The nursery is located near the ocean that makes the school environment a little bit unconventional. What else is unique about this project?
Many things. At first, it started from a competition for the design. The planner Mr. Yasuaki Onoda suggested that proposals be accepted from the public in his role as restoration adviser to Shichigahama, and following a two-stage survey, I was ultimately chosen to oversee the design in November 2011. This was the first project to be implemented in this town.
We therefore wanted the new building to be in harmony with its surrounding environment and not to disturb its atmosphere. At the same time, we also wanted the rebuilt nursery to be a monument for reconstruction and to have a grand presence, evoking both unity and eternity. In order to achieve these objectives, we decided to keep the height of the building low, rendering its structure horizontal. As a result, the nursery has a modest appearance, with a low ceiling and a large courtyard which does not feel claustrophobic. Furthermore, the new construction assimilates the outside nature into the courtyard, with a number of semi-outdoor spaces which face the courtyard connect the building with its external environment. The thought behind this construction is similar to that of ancient monuments in ruins.
In other words, this building is not a normal nursery: it is an environment where children and adults can spend time in the fields. The fact that the nursery provides this kind of environment makes it feel liberated and unconventional. The nursery has a community lounge where town people can enter and communicate. Also it is open to public when any events are held here.
While working at this project did you install the requests of the people living in the neighboring area, parents and teachers?
The premise of the design proposal was one that invoked participation, in which the town’s people and the architect work together towards achieving a major goal. Anyone wanted the rebuilt nursery to be a monument for reconstruction. At the competition stage, I proposed a planning system which organizes all the integrant parts methodologically.
That could be apparent in both the irregularity of the outer perimeter as an expression of the multiplicity of the context and of the population’s desires, and the permanence of the strongly squared courtyard in the center. In fact, the outer part was designed with a number of conversations with people living in the neighboring area in mind. In other words, we did not install their requests regarding the nursery in the black box building. Instead, we directly arranged them in the fields surrounding the courtyard in a circle in order to help viewers visualize the process of construction. It helps maintain a shared environment in which anyone can use as if it were their own home or a village. It is because this manner in which architecture is gradually created, is the most natural. (For example, at the side of the lounge would be a corner where the elderly from the neighborhood and children could read picture books, the cafeteria kitchen would be separated from the ring as it could be dangerous in an emergency situation like a fire, with a high ceiling created for the hall, and so on.) What greatly assisted this situation was the fact that this nursery was a single-story building. There were times when a new proposal was brought in, where a portion of the diagram was cut using scissors and affixed at a different position with tape. This way, the large square courtyard and assemblage of various size rooms that were created as a result, is itself a story of how people come together to create architecture, and should appear as a distinct characteristic of this building.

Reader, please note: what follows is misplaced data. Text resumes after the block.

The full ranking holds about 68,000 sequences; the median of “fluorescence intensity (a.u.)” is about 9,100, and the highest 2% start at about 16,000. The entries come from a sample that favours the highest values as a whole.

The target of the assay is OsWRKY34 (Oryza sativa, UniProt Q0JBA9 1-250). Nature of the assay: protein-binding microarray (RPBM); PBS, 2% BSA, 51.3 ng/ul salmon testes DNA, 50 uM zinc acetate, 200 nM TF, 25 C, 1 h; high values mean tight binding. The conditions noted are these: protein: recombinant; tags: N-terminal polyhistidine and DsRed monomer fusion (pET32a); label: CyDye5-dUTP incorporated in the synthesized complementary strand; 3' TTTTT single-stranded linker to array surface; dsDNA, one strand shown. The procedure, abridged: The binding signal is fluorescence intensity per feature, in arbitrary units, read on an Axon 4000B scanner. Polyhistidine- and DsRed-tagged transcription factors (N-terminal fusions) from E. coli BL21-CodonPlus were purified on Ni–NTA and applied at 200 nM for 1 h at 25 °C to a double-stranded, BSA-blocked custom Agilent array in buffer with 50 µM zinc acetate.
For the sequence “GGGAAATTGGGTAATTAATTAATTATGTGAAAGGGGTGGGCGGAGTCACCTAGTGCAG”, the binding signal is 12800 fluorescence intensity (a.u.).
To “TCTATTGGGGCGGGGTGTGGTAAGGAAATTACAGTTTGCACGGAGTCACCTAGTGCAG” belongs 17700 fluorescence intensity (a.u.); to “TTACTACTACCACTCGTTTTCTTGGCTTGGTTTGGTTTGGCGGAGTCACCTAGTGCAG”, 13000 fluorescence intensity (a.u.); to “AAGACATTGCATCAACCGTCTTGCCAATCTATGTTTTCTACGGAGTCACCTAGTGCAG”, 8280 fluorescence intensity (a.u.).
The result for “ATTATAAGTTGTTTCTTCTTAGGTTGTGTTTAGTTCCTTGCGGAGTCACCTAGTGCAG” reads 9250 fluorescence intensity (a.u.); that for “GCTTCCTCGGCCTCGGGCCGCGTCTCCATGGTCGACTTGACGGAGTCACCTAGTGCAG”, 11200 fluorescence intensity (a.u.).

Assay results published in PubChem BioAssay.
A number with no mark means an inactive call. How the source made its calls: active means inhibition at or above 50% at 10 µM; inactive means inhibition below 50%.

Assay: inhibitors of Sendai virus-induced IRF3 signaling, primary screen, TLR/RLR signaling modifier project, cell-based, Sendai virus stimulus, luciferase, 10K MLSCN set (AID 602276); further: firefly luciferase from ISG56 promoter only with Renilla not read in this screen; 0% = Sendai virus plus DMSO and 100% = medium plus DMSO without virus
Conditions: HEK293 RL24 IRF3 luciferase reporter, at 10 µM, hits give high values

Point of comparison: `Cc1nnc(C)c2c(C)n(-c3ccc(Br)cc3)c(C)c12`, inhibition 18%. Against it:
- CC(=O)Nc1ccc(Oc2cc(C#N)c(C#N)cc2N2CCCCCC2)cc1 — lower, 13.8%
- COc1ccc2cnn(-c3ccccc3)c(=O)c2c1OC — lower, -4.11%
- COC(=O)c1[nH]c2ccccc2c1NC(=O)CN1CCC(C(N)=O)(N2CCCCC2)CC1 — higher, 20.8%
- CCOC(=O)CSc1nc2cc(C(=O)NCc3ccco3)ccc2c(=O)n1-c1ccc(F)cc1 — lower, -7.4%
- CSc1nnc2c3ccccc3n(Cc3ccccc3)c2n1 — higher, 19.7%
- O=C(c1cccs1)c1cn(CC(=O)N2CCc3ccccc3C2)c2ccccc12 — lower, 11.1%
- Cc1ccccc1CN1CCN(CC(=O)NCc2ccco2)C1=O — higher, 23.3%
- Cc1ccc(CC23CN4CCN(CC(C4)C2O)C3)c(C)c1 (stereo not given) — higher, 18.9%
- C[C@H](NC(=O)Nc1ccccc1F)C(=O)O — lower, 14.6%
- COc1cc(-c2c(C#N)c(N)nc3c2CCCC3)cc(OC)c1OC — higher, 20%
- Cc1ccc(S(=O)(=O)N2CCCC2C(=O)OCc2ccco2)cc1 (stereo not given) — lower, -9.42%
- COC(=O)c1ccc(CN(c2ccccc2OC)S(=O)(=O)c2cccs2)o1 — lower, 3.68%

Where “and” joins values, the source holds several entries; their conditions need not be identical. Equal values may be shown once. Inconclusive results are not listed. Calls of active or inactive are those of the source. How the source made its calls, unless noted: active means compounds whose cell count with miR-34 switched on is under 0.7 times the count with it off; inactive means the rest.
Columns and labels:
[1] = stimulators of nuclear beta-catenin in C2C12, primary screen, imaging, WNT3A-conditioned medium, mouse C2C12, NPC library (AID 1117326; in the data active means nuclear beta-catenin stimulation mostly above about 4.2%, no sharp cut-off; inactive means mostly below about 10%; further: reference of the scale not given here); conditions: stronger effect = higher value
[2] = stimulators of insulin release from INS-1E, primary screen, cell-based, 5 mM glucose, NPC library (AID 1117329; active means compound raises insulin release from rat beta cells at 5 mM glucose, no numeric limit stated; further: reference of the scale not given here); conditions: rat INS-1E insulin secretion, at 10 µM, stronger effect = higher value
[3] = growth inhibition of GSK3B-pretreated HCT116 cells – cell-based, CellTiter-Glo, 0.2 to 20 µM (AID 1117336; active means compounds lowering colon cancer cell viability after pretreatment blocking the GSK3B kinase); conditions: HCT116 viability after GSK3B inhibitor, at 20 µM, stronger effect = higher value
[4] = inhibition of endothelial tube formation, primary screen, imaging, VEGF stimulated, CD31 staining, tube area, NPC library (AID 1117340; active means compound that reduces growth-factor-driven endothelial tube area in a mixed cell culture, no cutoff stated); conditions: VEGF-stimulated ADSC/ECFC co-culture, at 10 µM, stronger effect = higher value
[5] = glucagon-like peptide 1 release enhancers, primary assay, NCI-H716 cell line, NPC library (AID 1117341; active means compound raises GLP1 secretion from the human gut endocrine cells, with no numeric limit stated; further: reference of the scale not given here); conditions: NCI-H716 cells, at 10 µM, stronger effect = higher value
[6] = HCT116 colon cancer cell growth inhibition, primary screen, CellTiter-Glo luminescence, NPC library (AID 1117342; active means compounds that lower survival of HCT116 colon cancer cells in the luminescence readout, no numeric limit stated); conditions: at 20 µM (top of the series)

Furthermore, another reason I decided to try this system was the speed. The mayor of the town demanded greater speed for reconstruction. That was about twice that of the norm. I could easily imagine that I had to go on updating and execute planning as speedily as possible according to their requests, whether I also liked it or not, in moral implication under reconstruction activities. But also I had to make and keep the “gestalt quality” or a certain symbolism of the architecture, because the populations entreated me to produce an eternity or a symbol such as a prayer for the reconstruction. One of the problems I noticed at that time was the sprawl. It occurs when many desires have rush on the discussion table. There is no choice, but I have to control them with something of cosmos.
For that reason I proposed the system with the squared courtyard at first, and then directly arranged anything they required in the fields. But more desires and unexpected requests can be welcomed for me by this system, because they make various types of spaces in planning and we can enjoy the irregularity as the architectural experience. I found a gestalt quality and the abstractness finally after I kept the height of the building low so that people in the courtyard could feel both a sense of belonging to the community and a sense of open to outside environment. At a result the architecture becomes both open and symbolic as if it was an ancient monument in ruins.
Any advice how others can develop a creative learning environment in schools?
We never forget thinking of something unconventional.
After the project was done have you visited your project place to see how the children appropriate the space in unique ways?
Of course. Many surprises. I attached two photos in recent days. One is when the festival was held, the other is last summer.
What are you doing in your work to give form to such an essential, controversial theme in contemporary architecture?
To keep thinking purely and essentially for anything.